Page 4 of 4 FirstFirst ... 234
Results 76 to 93 of 93
  1. #76
    RoadBikeReview Member
    Reputation: velodog's Avatar
    Join Date
    Sep 2007
    Posts
    5,422
    Quote Originally Posted by tlg View Post
    And.... do you think the energy moving their arms somehow gets returned into the bike as forward motion?
    If so, could I shake may arms to make me go faster?
    Shake your arms all you want, I'm saying that the movement of their arms is a direct result of the bikes bouncing over the cobbles, suspension losses. A visual of the "resulting heat in the frame or the human" that DrSmile deems unlikely.
    Too old to ride plastic

  2. #77
    tlg
    tlg is offline
    RoadBikeReview Member
    Reputation: tlg's Avatar
    Join Date
    May 2011
    Posts
    9,291
    Quote Originally Posted by velodog View Post
    Shake your arms all you want, I'm saying that the movement of their arms is a direct result of the bikes bouncing over the cobbles, suspension losses. A visual of the "resulting heat in the frame or the human" that DrSmile deems unlikely.
    I was agreeing with you, and adding to what you said. Energy transmitted vertically isn't returned.
    Custom Di2 & Garmin/GoPro mounts 2013 SuperSix EVO Hi-MOD Team * 2004 Klein Aura V

  3. #78
    RoadBikeReview Member
    Reputation: velodog's Avatar
    Join Date
    Sep 2007
    Posts
    5,422
    Quote Originally Posted by tlg View Post
    I was agreeing with you, and adding to what you said. Energy transmitted vertically isn't returned.
    Sorry, I misunderstood, I just reread what you wrote, and see that now. Excuse me.
    Too old to ride plastic

  4. #79
    RoadBikeReview Member
    Reputation: Lombard's Avatar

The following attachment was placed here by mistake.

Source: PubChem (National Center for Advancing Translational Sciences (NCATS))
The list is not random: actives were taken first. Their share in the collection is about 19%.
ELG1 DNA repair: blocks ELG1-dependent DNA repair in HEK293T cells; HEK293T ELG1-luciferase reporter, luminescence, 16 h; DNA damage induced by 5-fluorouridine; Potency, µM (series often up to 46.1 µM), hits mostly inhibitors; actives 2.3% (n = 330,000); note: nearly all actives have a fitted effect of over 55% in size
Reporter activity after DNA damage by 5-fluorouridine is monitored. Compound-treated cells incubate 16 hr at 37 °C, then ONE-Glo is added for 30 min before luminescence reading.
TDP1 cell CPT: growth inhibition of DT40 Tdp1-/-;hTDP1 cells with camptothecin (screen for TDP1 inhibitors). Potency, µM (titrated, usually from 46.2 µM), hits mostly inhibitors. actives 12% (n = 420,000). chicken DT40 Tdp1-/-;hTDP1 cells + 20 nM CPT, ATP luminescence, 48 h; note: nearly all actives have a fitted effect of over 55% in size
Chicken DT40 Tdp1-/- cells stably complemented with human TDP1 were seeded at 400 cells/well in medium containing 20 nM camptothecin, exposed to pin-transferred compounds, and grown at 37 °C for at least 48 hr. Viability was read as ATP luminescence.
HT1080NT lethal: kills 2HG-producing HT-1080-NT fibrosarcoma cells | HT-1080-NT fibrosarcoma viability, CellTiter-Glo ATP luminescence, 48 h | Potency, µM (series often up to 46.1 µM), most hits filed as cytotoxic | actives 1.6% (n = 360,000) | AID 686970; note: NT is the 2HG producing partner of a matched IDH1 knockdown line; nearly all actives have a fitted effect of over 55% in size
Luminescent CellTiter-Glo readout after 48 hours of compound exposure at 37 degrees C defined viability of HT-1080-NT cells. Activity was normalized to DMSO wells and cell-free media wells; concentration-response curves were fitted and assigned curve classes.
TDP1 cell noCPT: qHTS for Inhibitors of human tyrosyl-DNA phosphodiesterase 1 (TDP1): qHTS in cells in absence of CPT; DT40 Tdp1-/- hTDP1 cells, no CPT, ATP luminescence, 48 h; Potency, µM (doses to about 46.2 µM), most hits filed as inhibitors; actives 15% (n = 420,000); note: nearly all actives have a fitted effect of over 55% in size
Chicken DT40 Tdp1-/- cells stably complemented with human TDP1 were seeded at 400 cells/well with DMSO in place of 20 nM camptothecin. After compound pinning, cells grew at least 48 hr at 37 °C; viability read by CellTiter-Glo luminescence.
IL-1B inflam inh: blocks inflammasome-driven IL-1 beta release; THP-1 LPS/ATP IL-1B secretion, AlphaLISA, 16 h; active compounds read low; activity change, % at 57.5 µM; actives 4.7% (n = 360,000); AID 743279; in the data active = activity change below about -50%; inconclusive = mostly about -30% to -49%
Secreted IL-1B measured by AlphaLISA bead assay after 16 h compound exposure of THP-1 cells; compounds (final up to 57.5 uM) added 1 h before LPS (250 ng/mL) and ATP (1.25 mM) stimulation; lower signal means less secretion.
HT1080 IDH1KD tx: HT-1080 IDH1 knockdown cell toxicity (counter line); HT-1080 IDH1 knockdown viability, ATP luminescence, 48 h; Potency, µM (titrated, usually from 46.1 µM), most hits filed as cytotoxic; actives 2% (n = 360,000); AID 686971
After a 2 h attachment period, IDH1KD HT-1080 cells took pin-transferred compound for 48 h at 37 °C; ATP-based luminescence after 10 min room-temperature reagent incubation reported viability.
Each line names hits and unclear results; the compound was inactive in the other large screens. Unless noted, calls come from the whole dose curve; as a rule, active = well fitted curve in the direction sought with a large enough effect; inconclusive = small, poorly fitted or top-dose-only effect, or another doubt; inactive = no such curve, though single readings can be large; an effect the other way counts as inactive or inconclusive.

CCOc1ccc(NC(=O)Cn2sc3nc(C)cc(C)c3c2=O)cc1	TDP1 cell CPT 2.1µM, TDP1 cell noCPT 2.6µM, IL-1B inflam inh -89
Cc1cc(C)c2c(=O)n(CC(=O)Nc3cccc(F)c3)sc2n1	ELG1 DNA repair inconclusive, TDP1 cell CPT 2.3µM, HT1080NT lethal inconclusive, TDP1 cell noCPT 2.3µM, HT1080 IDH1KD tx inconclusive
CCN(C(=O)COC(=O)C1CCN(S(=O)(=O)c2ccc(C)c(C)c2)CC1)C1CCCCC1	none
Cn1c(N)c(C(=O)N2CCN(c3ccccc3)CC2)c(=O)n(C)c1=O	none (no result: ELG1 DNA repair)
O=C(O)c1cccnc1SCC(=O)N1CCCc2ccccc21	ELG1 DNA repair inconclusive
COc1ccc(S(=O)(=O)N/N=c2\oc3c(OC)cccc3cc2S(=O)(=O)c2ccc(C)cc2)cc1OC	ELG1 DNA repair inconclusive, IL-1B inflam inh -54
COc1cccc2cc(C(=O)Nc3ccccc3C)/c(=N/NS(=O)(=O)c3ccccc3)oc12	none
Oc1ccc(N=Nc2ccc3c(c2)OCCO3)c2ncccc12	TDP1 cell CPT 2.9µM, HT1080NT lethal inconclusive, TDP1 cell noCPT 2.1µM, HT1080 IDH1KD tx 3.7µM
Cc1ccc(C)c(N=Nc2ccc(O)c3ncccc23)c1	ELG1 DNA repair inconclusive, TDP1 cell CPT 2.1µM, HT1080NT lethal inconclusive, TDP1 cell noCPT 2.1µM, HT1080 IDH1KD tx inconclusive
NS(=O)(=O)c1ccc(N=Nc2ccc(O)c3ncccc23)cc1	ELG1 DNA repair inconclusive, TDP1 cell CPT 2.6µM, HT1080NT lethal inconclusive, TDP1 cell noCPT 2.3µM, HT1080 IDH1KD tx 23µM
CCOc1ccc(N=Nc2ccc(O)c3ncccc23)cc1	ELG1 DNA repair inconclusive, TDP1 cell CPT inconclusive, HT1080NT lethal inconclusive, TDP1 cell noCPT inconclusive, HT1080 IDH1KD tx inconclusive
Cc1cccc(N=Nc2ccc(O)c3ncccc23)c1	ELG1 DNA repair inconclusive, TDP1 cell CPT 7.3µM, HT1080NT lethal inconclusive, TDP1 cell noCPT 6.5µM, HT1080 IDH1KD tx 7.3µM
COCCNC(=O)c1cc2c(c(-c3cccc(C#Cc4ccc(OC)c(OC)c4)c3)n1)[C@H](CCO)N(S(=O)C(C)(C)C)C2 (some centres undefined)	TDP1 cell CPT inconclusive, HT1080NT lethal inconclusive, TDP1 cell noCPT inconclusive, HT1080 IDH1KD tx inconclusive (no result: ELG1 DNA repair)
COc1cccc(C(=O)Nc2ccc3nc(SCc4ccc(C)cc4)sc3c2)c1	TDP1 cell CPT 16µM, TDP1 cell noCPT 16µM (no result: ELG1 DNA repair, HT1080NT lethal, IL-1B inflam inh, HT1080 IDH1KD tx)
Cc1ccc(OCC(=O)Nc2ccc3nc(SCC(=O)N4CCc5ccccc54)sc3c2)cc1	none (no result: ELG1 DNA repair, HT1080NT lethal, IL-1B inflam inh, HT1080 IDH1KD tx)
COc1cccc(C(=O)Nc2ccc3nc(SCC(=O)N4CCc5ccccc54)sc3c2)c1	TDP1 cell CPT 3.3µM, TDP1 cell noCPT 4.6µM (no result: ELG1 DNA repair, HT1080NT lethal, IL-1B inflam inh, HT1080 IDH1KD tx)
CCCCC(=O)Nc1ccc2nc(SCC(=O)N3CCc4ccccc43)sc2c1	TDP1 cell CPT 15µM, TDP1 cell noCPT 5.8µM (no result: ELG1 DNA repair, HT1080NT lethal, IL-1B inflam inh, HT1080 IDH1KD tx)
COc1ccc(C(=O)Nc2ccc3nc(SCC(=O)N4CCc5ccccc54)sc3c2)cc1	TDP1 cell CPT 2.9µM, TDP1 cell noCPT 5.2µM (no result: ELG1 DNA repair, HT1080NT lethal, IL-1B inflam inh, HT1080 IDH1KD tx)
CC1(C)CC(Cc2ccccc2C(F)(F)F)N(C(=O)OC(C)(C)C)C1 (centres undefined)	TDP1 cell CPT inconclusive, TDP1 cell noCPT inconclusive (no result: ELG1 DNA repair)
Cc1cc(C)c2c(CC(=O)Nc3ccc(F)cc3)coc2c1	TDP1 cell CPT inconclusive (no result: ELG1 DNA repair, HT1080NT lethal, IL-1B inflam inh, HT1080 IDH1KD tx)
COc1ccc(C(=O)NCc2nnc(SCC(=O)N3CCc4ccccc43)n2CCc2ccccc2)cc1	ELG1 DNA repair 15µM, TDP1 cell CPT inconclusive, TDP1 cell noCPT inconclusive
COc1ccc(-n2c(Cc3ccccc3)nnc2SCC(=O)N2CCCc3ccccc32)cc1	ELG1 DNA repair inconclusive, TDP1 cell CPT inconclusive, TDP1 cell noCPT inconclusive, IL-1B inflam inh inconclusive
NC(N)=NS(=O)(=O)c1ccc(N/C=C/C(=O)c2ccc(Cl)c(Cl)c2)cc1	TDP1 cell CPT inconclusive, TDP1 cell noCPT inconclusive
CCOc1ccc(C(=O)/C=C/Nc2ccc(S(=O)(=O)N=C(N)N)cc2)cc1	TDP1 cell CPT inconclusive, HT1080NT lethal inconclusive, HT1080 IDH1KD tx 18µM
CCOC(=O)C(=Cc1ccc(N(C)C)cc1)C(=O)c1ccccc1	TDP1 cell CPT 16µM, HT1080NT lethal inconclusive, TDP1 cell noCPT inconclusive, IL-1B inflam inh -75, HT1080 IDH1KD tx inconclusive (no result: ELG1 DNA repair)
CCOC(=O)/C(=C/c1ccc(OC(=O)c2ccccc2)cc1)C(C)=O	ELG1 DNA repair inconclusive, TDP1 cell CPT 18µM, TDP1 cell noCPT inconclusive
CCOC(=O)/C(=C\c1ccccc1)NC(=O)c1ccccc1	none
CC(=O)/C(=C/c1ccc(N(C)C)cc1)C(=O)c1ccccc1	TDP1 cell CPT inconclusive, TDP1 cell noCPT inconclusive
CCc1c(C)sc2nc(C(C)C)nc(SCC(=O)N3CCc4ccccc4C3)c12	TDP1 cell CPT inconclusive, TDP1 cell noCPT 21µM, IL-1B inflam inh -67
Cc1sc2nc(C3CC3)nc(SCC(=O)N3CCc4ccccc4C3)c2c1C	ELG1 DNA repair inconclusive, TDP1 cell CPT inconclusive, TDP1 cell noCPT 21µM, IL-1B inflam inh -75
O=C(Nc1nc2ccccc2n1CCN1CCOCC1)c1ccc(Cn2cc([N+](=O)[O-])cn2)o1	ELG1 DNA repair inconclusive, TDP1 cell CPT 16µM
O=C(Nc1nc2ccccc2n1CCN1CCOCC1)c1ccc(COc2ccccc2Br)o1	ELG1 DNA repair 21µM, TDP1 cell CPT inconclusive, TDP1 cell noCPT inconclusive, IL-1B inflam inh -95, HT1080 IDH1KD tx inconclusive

Join Date
    May 2014
    Posts
    3,854
    Quote Originally Posted by tlg View Post
    You're kinda thinking correctly. But the tire need not leave the ground. If you and the bike deflect upwards 1mm, you don't leave the ground. But it takes significant energy to move 150+lbs up 1mm. Now repeat thousands to tens of thousands of times.
    ........and then think of all the tens of thousands of times that energy was wasted going up and down rather than propelling you forward.
    “Statistics are like bikinis. What they reveal is suggestive, but what they conceal is vital.” -- Aaron Levenstein

    "Beware of geeks bearing formulas."
    -- Warren Buffett

    "Education is what you get when you read the fine print. Experience is what you get when you don't. -- Pete Seeger



  5. #80
    RoadBikeReview Member
    Reputation: Lombard's Avatar
    Join Date
    May 2014
    Posts
    3,854
    Quote Originally Posted by Jay Strongbow View Post
    So you saying/thinking rumble strips don't slow down a bike? Go try it.

    Oh yeah, they slow you down alright - especially when hitting them at over 20mph. It stopped her on a dime and she was sent away in an ambulance.
    “Statistics are like bikinis. What they reveal is suggestive, but what they conceal is vital.” -- Aaron Levenstein